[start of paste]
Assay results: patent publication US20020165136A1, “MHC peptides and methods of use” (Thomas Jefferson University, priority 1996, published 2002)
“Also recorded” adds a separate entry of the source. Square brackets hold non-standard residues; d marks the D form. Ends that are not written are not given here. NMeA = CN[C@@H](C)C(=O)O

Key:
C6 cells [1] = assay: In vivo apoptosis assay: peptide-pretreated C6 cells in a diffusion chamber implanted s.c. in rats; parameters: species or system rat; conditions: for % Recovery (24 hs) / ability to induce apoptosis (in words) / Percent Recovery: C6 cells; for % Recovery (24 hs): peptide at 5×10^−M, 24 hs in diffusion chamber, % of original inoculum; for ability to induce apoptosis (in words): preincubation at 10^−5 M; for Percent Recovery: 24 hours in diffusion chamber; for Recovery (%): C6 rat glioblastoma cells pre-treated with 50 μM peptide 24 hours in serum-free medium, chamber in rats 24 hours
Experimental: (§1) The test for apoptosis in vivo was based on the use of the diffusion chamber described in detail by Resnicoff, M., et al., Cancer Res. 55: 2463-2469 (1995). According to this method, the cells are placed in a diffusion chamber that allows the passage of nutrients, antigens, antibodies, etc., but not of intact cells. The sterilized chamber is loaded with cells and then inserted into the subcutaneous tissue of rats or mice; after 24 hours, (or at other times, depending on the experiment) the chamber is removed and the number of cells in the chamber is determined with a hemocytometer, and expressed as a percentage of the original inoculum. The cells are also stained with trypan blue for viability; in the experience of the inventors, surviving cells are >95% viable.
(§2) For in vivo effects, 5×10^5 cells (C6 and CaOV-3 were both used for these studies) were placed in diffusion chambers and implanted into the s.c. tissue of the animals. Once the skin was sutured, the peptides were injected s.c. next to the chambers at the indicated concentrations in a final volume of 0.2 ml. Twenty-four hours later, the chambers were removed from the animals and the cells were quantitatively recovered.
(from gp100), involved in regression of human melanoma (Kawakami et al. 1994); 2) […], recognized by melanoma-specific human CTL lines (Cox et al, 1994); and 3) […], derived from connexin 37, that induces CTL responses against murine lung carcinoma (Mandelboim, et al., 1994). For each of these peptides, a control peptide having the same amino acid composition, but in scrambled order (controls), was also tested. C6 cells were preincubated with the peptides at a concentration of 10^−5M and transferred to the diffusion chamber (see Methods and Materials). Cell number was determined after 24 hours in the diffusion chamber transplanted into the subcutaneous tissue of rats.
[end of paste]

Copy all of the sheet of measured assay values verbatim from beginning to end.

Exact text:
Assay results: patent publication US20020165136A1, “MHC peptides and methods of use” (Thomas Jefferson University, priority 1996, published 2002)
“Also recorded” adds a separate entry of the source. Square brackets hold non-standard residues; d marks the D form. Ends that are not written are not given here. NMeA = CN[C@@H](C)C(=O)O

Key:
C6 cells [1] = assay: In vivo apoptosis assay: peptide-pretreated C6 cells in a diffusion chamber implanted s.c. in rats; parameters: species or system rat; conditions: for % Recovery (24 hs) / ability to induce apoptosis (in words) / Percent Recovery: C6 cells; for % Recovery (24 hs): peptide at 5×10^−M, 24 hs in diffusion chamber, % of original inoculum; for ability to induce apoptosis (in words): preincubation at 10^−5 M; for Percent Recovery: 24 hours in diffusion chamber; for Recovery (%): C6 rat glioblastoma cells pre-treated with 50 μM peptide 24 hours in serum-free medium, chamber in rats 24 hours
Experimental: (§1) The test for apoptosis in vivo was based on the use of the diffusion chamber described in detail by Resnicoff, M., et al., Cancer Res. 55: 2463-2469 (1995). According to this method, the cells are placed in a diffusion chamber that allows the passage of nutrients, antigens, antibodies, etc., but not of intact cells. The sterilized chamber is loaded with cells and then inserted into the subcutaneous tissue of rats or mice; after 24 hours, (or at other times, depending on the experiment) the chamber is removed and the number of cells in the chamber is determined with a hemocytometer, and expressed as a percentage of the original inoculum. The cells are also stained with trypan blue for viability; in the experience of the inventors, surviving cells are >95% viable.
(§2) For in vivo effects, 5×10^5 cells (C6 and CaOV-3 were both used for these studies) were placed in diffusion chambers and implanted into the s.c. tissue of the animals. Once the skin was sutured, the peptides were injected s.c. next to the chambers at the indicated concentrations in a final volume of 0.2 ml. Twenty-four hours later, the chambers were removed from the animals and the cells were quantitatively recovered.
(from gp100), involved in regression of human melanoma (Kawakami et al. 1994); 2) […], recognized by melanoma-specific human CTL lines (Cox et al, 1994); and 3) […], derived from connexin 37, that induces CTL responses against murine lung carcinoma (Mandelboim, et al., 1994). For each of these peptides, a control peptide having the same amino acid composition, but in scrambled order (controls), was also tested. C6 cells were preincubated with the peptides at a concentration of 10^−5M and transferred to the diffusion chamber (see Methods and Materials). Cell number was determined after 24 hours in the diffusion chamber transplanted into the subcutaneous tissue of rats.